Complaints levelled against the force and impact of Cranmerian language betray a lack of self knowledge and a stunted appreciation of grace. William Grimshaw, the Anglican awakener and reformer of the 18th century declared that the liturgy of his church was the best in the world and he would have appreciated its intent as being consonant with the sentiment he expressed to William Romaine: I think, we are both agreed to pull man down, and when we have the proud chit down, to keep him down. For this is the main. - And never let him recover so much as his knees, till with a broken heart and a contrite spirit, the dear REDEEMER raise him.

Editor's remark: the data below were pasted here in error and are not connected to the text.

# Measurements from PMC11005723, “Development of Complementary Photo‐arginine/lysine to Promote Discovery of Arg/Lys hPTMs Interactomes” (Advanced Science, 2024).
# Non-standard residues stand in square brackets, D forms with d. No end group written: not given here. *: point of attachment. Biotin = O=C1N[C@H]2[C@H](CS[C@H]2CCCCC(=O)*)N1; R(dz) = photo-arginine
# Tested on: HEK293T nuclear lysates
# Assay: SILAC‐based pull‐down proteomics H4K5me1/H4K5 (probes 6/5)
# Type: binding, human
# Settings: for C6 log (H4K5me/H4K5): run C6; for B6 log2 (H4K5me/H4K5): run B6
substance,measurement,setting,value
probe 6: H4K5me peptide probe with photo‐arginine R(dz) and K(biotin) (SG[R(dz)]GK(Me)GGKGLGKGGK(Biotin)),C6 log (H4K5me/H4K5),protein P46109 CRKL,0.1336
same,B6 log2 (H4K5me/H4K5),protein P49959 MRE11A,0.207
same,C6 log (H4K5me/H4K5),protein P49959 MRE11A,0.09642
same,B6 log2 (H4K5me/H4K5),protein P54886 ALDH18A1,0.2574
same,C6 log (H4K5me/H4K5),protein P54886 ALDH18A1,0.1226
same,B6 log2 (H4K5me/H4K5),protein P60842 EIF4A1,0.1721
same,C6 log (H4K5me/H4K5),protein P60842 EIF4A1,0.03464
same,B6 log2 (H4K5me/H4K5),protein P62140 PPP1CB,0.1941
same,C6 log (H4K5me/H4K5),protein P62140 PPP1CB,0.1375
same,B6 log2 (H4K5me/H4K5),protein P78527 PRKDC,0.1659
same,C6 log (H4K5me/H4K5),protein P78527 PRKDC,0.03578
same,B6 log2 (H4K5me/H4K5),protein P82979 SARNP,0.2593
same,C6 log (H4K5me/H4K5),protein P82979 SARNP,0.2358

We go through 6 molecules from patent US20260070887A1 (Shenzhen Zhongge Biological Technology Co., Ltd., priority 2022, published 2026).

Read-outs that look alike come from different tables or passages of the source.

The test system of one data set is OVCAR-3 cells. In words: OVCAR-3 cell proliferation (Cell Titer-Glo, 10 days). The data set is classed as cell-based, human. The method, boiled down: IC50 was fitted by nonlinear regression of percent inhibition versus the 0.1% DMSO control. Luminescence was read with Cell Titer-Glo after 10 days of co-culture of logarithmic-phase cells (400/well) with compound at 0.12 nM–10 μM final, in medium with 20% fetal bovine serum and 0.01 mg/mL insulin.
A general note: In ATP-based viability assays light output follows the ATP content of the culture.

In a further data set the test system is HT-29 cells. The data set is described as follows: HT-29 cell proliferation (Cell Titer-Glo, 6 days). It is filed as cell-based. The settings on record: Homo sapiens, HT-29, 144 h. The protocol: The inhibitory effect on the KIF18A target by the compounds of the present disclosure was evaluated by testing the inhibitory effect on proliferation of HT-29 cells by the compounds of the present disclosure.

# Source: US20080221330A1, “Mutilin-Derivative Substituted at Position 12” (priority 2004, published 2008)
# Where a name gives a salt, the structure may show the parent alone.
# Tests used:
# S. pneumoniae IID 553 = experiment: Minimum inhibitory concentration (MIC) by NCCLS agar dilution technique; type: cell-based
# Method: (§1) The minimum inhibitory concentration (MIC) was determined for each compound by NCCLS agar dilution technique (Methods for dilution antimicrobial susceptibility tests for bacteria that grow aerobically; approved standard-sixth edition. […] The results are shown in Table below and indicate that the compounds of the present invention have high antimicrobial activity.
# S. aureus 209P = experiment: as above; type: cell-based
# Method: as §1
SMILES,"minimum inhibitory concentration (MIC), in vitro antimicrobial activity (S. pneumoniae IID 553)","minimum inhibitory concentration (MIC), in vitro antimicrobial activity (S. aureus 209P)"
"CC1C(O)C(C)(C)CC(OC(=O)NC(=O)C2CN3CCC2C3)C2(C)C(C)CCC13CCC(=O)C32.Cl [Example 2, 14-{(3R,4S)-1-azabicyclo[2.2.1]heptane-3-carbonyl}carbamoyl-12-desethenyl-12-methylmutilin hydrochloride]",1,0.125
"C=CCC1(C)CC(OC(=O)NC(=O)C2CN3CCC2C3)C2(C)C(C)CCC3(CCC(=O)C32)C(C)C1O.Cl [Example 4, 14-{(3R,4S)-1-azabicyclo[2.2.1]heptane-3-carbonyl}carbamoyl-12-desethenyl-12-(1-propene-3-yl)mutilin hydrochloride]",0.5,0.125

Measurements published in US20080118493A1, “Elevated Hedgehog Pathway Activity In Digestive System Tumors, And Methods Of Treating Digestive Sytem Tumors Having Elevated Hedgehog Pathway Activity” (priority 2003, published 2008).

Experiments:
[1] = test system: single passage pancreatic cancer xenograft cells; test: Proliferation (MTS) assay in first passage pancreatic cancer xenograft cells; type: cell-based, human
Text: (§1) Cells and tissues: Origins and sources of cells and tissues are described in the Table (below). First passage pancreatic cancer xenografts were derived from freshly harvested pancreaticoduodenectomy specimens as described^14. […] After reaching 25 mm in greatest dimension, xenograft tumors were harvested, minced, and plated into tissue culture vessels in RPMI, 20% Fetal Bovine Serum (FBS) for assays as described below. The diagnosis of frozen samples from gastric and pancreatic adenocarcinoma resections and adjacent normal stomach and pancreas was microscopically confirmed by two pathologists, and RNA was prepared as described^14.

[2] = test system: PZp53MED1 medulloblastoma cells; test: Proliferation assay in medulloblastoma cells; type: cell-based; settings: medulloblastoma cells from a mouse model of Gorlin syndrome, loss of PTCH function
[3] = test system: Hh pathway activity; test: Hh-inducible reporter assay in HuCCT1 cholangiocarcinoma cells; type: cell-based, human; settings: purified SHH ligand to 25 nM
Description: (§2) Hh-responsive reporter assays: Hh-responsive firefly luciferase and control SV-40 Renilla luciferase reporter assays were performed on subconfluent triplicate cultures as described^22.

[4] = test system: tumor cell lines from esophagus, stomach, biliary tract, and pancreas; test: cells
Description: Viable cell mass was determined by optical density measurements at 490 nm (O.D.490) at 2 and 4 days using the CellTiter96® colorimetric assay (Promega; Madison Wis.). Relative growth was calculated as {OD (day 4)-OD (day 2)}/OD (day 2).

An unfortunate deprivation in modern times is the general lack of exposure to the pleas and power of the Litany. Its collation of petitions is comprehensive and astute - the text sufficient in itself as a form of prayer but admirably suggestive of profound gospel principles and extemporaneous calls upon God in requests and realizations of his goodness. The Litany is a vigorous cross-country run for the spiritually athletic believer. It encourages muscular prayer and realism of perception. Its converting power is considerable as is seen in the famous incident in 18th century Wales when Daniel Rowland and his parishioners were stirred to spiritual renewal through his reading of the lines "By thine Agony and bloody Sweat; by thy Cross and Passion; by thy precious Death and Burial; by thy glorious Resurrection and Ascension; and by the coming of the Holy Ghost, Good Lord, deliver us. It was an electrifying experience for all present and one of the triggers of national revival.